Under these two seats is where I keep the plastic boxes with the rat poison in them; one now empty, one with several of those greasy hexagonal blocks still more or less intact. Nibbled around the edges. We haven’t seen a rat for a little while, but I let those boxes lie and I keep my eyes and ears open.

     So I’m aware when the rustling begins to happen. I hope I know what that is. I give it a sidelong glance, not turning my head. It is not easy to see what’s what through the slats of the chairs and the little table that joins them. The woodpile, made up mostly from the sawn-up butterfly bush and off-cuts of the apple tree, sits next to the furthest chair and has slid under it like slow-moving lava from Verne’s volcano. I hope it is a bird, that noise, tossing leaf litter in the air as though it were a playful dog. On a beetle hunt. Not the scurrying of claws.

     I calmly put my glasses back on. I take them off to read because I’m too feckless to change the prescription. I can see its rear end, its tail. Feathers, thankfully. A blackbird? I get a brief look at its head. There’s a hint of iridescence there, a cruel beak. Maybe a starling, but odd on its own if so. We get dunnocks under there I know but this is too big.

     I can see it’s a blackbird now. A young or female one, or young and female. Brown then but with a speckled breast, just discernible. For crypsis, not display.

     The rustling is sporadic. The litter thrown and then the wait, to see what has been disturbed. She cocks her head to one side, to look with one eye, as birds must. I get back to the volcano.

Then a flurry, a scattering, but no alarm call. Has a rat shown up? But no call and as I glance again I see that where my son’s stockinged foot once stood flat as he smoked with left ankle on right knee, statuesque as the spinario, is a snake. A grass snake, of course. I am not frightened. I am delighted. The blackbird had spooked it.

     I know about grass snakes. They are not venomous, they live from between fifteen to twenty-five years, can lay up to forty eggs and eat small mammals, amphibians, birds. That is what they say, but it is hard to believe of this long slim phantom. No thicker than a certain kind of necklace, a choker, a torque. It cannot swallow a bird and everything it eats it must swallow whole. Maybe this is a juvenile snake.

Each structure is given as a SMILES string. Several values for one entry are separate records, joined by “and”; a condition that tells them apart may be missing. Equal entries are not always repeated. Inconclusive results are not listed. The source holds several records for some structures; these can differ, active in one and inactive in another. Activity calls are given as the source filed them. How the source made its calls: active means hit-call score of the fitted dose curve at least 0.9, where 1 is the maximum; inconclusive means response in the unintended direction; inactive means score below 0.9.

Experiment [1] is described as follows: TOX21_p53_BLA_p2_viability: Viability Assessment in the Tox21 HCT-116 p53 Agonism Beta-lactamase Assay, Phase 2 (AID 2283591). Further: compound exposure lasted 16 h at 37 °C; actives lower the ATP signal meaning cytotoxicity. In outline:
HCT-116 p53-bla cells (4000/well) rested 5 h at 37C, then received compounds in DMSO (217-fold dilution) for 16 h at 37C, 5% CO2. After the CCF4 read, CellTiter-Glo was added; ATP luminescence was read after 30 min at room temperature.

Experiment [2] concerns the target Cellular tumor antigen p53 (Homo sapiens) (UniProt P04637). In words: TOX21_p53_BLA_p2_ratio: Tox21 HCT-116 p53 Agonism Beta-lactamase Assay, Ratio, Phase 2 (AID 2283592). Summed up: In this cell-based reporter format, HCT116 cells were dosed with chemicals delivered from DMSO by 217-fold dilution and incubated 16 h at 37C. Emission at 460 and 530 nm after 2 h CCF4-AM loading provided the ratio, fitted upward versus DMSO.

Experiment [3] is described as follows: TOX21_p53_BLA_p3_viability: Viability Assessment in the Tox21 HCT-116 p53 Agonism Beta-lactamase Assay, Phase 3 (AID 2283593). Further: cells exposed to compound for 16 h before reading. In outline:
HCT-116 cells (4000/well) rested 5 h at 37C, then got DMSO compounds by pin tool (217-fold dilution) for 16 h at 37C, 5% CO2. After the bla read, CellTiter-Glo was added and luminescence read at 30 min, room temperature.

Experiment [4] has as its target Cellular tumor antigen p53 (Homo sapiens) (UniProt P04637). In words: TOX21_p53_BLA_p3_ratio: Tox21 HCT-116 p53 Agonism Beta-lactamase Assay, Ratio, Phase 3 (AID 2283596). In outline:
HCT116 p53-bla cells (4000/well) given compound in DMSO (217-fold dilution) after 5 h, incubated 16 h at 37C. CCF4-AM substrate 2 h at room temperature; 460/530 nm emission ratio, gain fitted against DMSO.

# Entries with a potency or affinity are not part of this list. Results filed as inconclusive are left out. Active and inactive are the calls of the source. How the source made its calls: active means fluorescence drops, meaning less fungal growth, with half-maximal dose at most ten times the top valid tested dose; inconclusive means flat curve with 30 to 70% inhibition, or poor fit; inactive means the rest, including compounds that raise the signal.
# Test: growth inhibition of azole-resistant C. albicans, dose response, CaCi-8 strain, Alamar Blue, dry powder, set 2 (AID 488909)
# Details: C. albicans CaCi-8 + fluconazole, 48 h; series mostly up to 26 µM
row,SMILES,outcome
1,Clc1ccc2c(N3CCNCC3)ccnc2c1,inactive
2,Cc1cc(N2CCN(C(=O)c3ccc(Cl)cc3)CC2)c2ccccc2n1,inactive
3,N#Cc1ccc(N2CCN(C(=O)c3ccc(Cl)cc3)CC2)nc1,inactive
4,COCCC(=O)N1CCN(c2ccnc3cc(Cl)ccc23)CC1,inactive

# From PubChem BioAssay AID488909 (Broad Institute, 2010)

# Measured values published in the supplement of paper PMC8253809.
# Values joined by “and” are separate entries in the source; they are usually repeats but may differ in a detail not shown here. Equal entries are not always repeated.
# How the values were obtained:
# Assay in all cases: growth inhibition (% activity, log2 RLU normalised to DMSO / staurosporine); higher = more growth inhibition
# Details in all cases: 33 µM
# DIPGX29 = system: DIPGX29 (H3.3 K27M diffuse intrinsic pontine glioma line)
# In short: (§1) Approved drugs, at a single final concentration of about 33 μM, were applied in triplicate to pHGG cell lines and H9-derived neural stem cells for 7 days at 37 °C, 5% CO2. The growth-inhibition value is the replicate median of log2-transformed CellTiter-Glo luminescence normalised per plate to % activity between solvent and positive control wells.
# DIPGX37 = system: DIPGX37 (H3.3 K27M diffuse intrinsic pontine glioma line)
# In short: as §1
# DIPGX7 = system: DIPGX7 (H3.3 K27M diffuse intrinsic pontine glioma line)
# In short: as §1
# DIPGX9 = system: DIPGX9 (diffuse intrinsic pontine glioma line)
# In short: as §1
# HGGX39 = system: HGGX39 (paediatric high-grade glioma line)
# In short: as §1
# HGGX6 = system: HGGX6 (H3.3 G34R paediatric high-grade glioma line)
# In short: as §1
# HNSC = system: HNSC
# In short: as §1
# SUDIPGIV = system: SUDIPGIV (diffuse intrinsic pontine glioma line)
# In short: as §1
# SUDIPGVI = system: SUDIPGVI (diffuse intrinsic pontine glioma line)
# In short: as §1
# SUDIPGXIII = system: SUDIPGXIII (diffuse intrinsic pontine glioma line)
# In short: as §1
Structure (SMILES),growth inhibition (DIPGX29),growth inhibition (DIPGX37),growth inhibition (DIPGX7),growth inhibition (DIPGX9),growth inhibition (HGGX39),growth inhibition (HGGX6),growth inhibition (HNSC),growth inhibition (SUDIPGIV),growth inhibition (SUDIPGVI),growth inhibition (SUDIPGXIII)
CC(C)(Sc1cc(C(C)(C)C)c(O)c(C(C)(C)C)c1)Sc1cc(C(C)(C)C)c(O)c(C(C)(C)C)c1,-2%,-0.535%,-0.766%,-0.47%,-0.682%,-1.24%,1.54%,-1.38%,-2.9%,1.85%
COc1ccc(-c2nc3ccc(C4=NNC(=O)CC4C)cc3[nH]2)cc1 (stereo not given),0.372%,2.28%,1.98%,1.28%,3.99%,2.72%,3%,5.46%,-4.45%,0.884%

It is lovely. Olive-green but with a collar of vivid lemon-yellow. Such a clean animal to come from that dirty place, no speck adhering to it as it writhes away from me, conspicuously silent, into the woodpile. Disappeared before you know it. If I had been engrossed I would not have looked up in time to observe that one sinuous flux of its adventures. It is free. Free to go anywhere, its collar for ornament only, almost in mockery of the very idea of harness, restraint, bit and bridle, service, use. I wish my son were here to see it.

     I go inside to look up some pictures of grass snakes, but I cannot reconcile these hard jewel-like static serpents their subtle eyes made of stone with that lissom spectre, that fluid dream creature I had almost missed seeing, that swirled away in a coil of smoke.

     I come back later, having finished my book, when things have cooled down a little. Cooled down in the garden anyway; out there civilisation is still in ruins and flames. There is no important harm here. I’m not really waiting for the snake, but it could be present, within a few feet of me, silent and invisible.

robert stone was born in Wolverhampton. He works in a press-cuttings agency in London. He has been a teacher and the foreman of a London Underground station. He has had stories in Stand, Panurge, The Write Launch, Confingo, The Wisconsin Review, Eclectica, Punt Volat, HCE, Heirlock, The Decadent Review and Wraparound South. Micro stories have been published by 5x5, Palm-Sized Press, The Ocotillo Review, Star 82 and Clover & White. He has had a story published in the Nightjar chapbook series. A story is to be included in Salt’s Best British Stories 2020 volume.